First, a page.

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Photo: Bastiaan Slabbers/NurPhoto via Getty Images

Former New York City Mayor Michael Bloomberg shot back at criticisms that he's running a self-aggrandizing campaign for the Democratic nomination, telling Reuters in an interview: "Number one priority is to get rid of Donald Trump. I’m spending all my money to get rid of Trump."

Why it matters: The campaign finance debate has taken on new significance in 2020, creating a clear divide within the Democratic Party. Progressive candidates like Sens. Bernie Sanders and Elizabeth Warren have turned away big-dollar donations in favor of grassroots fundraising, rebuking moderates like Pete Buttigieg and Joe Biden for soliciting donations from the wealthy.

  • But Bloomberg, rated by Forbes as the eighth richest person in America, argues that ignoring the obvious benefits of his wealth would hurt the ultimate cause that every Democrat is fighting for — stopping Trump from being re-elected.
  • Bloomberg has also said that he would pay campaign staff to support the Democratic nominee, even if it is not him.

What they're saying: Bloomberg told Reuters that one reason he's "reasonably confident" he could beat Trump is because of his appeal to swing voters.

  • "Whether you like it or not, you can’t win the election unless you get moderate Republicans to cross the line," Bloomberg said. "The others are much too liberal for them and they would certainly vote for Donald Trump."

The billionaire also defended his massive advertising buys, which include a $10 million ad spot that will air during the Super Bowl. President Trump has also bought a Super Bowl spot for the same price.

  • “You can’t get to 330 million people by shaking hands," Bloomberg argued. "Television is still the magic medium."
  • "If the Super Bowl wasn’t a place to get to an awful lot of people they wouldn’t be charging a lot, or nobody would be paying it. This is capitalism at work."

Go deeper: Bloomberg unveils Trump-focused economic agenda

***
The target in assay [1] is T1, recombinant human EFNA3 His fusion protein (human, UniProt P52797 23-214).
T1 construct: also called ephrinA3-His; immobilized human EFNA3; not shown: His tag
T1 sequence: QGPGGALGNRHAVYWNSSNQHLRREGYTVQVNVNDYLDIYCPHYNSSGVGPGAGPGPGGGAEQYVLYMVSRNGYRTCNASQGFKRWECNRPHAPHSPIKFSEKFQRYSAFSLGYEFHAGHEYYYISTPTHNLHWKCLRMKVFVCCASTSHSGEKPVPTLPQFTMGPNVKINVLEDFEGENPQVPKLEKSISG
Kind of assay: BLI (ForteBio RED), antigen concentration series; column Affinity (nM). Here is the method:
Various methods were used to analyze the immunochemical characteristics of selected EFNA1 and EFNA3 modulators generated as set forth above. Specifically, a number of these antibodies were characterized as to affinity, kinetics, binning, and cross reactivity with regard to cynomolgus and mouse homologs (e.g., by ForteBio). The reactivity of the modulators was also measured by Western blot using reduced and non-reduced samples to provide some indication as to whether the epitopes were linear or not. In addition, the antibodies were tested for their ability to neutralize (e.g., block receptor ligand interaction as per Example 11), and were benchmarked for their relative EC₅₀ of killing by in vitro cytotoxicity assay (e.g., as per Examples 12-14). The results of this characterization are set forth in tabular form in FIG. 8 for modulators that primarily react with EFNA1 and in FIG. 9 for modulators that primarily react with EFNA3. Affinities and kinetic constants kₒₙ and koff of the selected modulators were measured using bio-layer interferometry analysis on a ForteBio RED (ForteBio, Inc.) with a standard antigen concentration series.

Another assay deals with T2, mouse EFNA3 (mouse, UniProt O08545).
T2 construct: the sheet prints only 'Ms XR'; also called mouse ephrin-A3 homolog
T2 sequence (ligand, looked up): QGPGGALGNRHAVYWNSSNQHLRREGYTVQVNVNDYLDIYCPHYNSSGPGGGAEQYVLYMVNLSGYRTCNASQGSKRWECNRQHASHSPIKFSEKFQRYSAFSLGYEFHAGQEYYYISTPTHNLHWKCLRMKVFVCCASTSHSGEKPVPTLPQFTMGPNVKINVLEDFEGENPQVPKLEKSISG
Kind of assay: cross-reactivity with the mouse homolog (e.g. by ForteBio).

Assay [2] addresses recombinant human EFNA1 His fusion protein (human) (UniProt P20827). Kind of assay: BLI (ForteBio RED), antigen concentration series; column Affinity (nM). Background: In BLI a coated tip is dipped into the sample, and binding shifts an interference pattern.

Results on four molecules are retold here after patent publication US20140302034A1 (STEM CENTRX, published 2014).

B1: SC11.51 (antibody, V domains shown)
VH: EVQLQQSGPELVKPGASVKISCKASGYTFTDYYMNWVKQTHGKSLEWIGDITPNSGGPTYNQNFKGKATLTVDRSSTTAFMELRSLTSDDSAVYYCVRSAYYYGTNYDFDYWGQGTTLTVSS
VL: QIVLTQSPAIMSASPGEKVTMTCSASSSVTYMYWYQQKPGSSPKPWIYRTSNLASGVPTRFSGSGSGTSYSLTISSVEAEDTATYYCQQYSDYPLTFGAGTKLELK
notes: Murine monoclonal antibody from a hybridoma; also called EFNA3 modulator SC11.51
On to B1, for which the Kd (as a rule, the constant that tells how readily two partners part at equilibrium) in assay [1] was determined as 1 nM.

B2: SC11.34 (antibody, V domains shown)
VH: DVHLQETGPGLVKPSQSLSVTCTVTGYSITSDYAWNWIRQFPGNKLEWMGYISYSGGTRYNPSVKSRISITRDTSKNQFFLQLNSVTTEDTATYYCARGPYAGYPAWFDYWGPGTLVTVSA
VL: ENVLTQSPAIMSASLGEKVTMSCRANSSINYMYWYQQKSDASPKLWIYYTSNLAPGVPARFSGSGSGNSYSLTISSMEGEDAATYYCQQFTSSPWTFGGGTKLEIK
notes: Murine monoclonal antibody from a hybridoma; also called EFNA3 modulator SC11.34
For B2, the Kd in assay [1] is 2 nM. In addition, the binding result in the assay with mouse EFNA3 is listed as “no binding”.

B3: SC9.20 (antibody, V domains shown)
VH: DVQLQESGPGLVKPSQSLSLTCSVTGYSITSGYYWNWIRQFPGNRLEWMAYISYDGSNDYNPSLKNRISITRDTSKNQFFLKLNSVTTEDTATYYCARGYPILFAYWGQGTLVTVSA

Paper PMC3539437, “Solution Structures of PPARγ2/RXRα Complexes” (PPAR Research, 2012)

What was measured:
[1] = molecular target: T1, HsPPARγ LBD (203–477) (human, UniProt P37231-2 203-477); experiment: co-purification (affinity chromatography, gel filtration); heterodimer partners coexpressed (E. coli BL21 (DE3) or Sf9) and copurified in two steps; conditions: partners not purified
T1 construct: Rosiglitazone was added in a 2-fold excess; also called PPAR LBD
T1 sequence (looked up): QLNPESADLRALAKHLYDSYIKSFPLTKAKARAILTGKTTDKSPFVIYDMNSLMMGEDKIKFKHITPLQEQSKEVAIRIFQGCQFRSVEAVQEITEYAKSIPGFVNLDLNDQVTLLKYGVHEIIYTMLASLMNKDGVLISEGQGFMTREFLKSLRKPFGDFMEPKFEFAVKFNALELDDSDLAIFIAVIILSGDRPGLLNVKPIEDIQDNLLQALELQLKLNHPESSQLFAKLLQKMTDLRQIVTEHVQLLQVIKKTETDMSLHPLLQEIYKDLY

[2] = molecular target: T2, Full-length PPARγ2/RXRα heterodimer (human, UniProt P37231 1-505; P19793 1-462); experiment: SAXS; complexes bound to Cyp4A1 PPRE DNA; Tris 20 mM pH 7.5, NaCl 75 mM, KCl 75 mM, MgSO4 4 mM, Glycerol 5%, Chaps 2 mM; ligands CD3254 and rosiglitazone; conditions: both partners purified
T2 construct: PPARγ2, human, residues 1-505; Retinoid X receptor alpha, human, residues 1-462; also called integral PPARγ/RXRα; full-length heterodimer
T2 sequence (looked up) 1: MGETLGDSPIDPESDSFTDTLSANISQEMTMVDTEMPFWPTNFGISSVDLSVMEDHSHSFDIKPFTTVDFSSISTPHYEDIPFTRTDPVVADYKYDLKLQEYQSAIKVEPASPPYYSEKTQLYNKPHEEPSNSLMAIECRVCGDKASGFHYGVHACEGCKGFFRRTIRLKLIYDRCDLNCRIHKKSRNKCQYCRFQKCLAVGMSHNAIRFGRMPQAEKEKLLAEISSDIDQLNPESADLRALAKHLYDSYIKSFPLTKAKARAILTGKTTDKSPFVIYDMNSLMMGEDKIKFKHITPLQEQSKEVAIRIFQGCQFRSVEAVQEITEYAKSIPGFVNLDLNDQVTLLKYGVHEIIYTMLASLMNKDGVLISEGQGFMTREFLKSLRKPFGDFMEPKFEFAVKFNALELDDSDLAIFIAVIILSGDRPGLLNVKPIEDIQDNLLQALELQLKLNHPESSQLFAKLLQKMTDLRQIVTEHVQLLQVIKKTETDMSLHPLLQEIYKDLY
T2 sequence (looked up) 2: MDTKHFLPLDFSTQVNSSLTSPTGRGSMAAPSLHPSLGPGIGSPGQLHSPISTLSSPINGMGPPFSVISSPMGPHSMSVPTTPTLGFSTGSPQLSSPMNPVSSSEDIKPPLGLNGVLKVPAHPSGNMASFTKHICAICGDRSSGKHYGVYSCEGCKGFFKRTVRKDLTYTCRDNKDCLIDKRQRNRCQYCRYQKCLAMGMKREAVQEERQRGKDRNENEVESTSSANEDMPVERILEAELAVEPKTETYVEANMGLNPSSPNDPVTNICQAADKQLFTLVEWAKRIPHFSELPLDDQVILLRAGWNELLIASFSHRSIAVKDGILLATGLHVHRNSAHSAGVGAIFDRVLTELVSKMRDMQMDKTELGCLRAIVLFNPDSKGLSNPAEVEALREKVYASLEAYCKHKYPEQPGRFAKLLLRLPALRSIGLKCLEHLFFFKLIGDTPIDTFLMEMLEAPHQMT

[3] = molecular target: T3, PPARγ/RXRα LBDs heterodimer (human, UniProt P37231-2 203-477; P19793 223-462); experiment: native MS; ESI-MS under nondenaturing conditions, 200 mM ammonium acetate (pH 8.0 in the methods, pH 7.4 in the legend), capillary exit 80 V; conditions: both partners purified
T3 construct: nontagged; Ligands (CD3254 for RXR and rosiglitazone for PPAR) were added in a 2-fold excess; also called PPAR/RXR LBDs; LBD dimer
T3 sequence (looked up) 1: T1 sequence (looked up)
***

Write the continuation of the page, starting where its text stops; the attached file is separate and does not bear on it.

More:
Go deeper

9 hours ago - Health

FDA advisory panel recommends Pfizer boosters for those 65 and older

A healthcare worker prepares a dose of the Pfizer-BioNTech Covid-19 vaccine at the Key Biscayne Community Center on Aug. 24, 2021. Photo: Eva Marie Uzcategui/Bloomberg via Getty Images

A key Food and Drug Administration advisory panel on Friday overwhelmingly voted against recommending Pfizer vaccine booster shots for younger Americans, but unanimously recommended approving the third shots for individuals 65 and older, as well as those at high-risk of severe COVID-19.

Why it matters: While the votes are non-binding, and the FDA must still make a final decision, Friday's move pours cold water on the Biden administration's plan to begin administering boosters to most individuals who received the Pfizer vaccine later this month.

9 hours ago - World

France recalls ambassadors from U.S. and Australia over submarine deal

Secretary of State Antony Blinken (L), French Foreign Minister Jean-Yves Le Drian (C), and French ambassador to the U.S. Philippe Etienne. Photo: Nicholas Kamm/AFP via Getty Images

France has taken the extraordinary step of recalling its ambassadors to the U.S. and Australia after both countries blindsided their French allies with a new military pact and submarine contract, the French Foreign Ministry announced on Friday.

The backstory: While sealing an agreement with the U.S. and U.K. to acquire nuclear submarines, Australia ripped up an existing $90 billion submarine deal with France. That led senior French officials to accuse the U.S. of a "stab in the back."

Updated 10 hours ago - World

In reversal, Pentagon now says drone strike killed 10 Afghan civilians

Caskets for the dead are carried towards the gravesite as relatives and friends attend a mass funeral for members of a family that is said to have been killed in a U.S. drone airstrike, in Kabul on Aug. 30. Photo: Marcus Yam/Los Angeles Times via Getty Images

A U.S. drone strike launched on Aug. 29 killed 10 civilians in Afghanistan, including seven children, rather than the Islamic State extremists the Biden administration claimed it targeted, the Pentagon said Friday.

Why it matters: U.S. Central Command said at the time that officials "know" the drone strike "disrupted an imminent ISIS-K threat" to Kabul's airport, and that they were "confident we successfully hit the target."

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